Spend analysis is the art of extracting useful information from your spending data. It can help your company make better business decisions and avoid unnecessary waste.
However, it is also very time-consuming. A proper plan should be implemented to make the process as efficient as possible.
Spend analytics involves classifying your spending data, identifying relevant trends, and implementing solutions that improve your purchasing power.
Spend analytics can be performed by hand or with the help of software. Using data visualization tools, you can explore spend data and discover hidden insights.
Tools often have an intuitive interface that allows non-technical users to build customized dashboards and explore data in real time.
Getting your spend data in order is a key first step in any spend analysis project. Clean spend data will enable you to analyze and improve your spending quickly.
Once a plan is in place, companies should begin analyzing their data. This involves looking at spending patterns and identifying areas of potential savings.
Companies should look for trends in spending, such as overspending on certain items or underutilizing certain suppliers.
Companies should also look for opportunities for consolidation and standardization. This can help them streamline their processes and reduce costs.
It’s important to remember that tail spend analysis is an ongoing process. Companies should regularly review their data and update their plan as needed.
Identify Your Supplier Base
When conducting a tail spend analysis, it’s important to understand your supplier base. Tail spend is often overlooked as a source of significant savings.
But when properly managed, it can save an organization up to 15 percent of its total procurement spending.
It can also help improve the employee experience. If your employees aren’t happy with the quality of products they receive from your suppliers, they’re likely to be less productive.
You’ll also be able to eliminate obstacles like delivery delays.
As many B2B businesses have learned, it pays to consolidate your supply base. Many suppliers are now working as aggregators. This means they’re expanding their business offerings to fulfill customer demands.
The best way to identify your supplier base is to conduct a comprehensive spending analysis. To do this, you’ll need to gather information on all spend data sources. Spend analysis includes grouping spending into standardized categories and cleaning data for errors.
After gathering all your data, you can categorize your expenditures and identify specific small purchases.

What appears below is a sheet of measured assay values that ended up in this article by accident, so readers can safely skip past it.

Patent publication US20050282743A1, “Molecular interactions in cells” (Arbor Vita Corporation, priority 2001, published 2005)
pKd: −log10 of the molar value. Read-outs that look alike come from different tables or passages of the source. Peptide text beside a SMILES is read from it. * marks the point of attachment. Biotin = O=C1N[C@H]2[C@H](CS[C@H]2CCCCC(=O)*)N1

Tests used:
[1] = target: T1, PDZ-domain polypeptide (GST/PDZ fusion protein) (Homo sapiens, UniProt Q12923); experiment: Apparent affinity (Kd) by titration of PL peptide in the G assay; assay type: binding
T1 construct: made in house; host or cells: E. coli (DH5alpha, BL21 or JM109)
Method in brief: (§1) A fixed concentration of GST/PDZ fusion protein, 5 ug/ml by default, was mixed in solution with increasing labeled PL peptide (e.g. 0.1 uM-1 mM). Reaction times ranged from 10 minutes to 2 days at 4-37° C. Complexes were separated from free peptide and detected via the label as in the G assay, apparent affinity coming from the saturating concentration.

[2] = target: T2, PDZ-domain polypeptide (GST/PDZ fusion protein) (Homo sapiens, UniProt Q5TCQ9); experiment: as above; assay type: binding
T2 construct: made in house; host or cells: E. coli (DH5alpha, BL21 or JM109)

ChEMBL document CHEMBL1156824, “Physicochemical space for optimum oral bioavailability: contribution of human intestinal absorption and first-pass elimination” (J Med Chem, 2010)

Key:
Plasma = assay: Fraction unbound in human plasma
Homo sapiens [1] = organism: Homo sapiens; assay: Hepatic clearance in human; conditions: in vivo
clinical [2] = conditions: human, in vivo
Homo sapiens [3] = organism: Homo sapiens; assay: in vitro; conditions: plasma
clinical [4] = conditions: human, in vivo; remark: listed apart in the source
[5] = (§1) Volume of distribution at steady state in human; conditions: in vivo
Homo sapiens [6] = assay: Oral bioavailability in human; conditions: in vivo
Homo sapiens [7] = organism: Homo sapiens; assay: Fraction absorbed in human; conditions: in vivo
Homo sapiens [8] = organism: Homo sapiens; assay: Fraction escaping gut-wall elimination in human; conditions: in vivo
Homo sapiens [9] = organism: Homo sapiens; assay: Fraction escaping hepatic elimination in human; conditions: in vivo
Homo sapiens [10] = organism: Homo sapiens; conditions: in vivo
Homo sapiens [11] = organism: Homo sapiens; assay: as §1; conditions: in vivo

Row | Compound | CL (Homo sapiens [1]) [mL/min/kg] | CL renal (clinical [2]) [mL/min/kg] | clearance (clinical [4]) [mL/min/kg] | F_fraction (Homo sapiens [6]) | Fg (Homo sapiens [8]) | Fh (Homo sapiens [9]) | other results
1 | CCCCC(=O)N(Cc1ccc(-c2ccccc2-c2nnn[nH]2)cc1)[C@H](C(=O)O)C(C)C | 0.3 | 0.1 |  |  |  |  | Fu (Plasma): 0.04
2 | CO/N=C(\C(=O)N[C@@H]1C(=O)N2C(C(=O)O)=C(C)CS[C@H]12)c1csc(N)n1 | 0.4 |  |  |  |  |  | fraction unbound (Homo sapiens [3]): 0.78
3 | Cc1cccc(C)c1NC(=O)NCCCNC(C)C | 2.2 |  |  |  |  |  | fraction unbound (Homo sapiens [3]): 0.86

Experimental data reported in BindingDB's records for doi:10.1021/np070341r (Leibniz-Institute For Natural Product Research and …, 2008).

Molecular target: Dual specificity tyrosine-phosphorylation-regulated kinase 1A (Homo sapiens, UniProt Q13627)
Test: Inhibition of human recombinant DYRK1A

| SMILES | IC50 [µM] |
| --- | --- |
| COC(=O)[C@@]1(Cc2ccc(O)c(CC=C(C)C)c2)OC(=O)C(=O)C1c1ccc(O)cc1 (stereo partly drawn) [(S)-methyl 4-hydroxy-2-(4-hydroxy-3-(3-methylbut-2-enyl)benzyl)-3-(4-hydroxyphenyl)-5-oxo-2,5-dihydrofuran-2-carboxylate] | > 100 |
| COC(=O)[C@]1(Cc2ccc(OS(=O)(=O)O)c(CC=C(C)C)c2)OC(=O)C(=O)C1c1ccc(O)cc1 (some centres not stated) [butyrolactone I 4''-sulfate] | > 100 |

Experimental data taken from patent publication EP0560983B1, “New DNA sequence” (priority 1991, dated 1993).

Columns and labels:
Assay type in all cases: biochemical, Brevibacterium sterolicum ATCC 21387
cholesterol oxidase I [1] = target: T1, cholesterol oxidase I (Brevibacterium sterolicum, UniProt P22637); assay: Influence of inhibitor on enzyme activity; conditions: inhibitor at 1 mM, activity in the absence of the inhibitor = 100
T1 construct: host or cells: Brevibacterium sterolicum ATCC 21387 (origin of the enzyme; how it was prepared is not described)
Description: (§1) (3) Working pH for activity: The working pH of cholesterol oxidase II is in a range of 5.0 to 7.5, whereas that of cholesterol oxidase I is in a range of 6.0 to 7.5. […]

Categorizing your spending data by department or type of spend (direct vs. indirect spend) will help you achieve sustainable cost reduction with more strategic purchasing.
Segmenting “Major” Spend from “Tail Spend”
For most procurement teams, this can be a daunting task. However, it’s also an opportunity to create a competitive advantage. Companies often make a multitude of purchases, some of which may not be worth the time or cost.
While not a magic pill, many steps can be taken to improve the process and reduce costs.
Some key points to remember include the importance of data collection and establishing a process to follow. This can include a combination of technology and training.
A good way to start is by examining the various spend categories within your organization. This will give you an idea of where to focus your efforts.
Spend in areas such as direct purchasing and indirect purchasing can be especially beneficial.
Reducing the Number of Suppliers in the Tail-End
Companies can reduce the number of suppliers in the tail-end of their supply chain through digital tools and a well-established procurement framework.
This can help them save time and money while maintaining quality and compliance with business policies.
For instance, one manufacturing company found hundreds of duplicates in its supplier list. The team used an algorithm to identify these duplicates and eliminated them from their RFQ.
They found that their costs could be reduced by about 30%. Another example involves a global chemicals company. By bundling materials with strategic suppliers, they can get better prices, less lead times, and reduced quality issues, making stakeholders happy.
However, switching suppliers can be difficult. Suppliers often need approval from production, R&D, or quality control. When a new supplier is brought in, they must understand the product or service’s value to the company.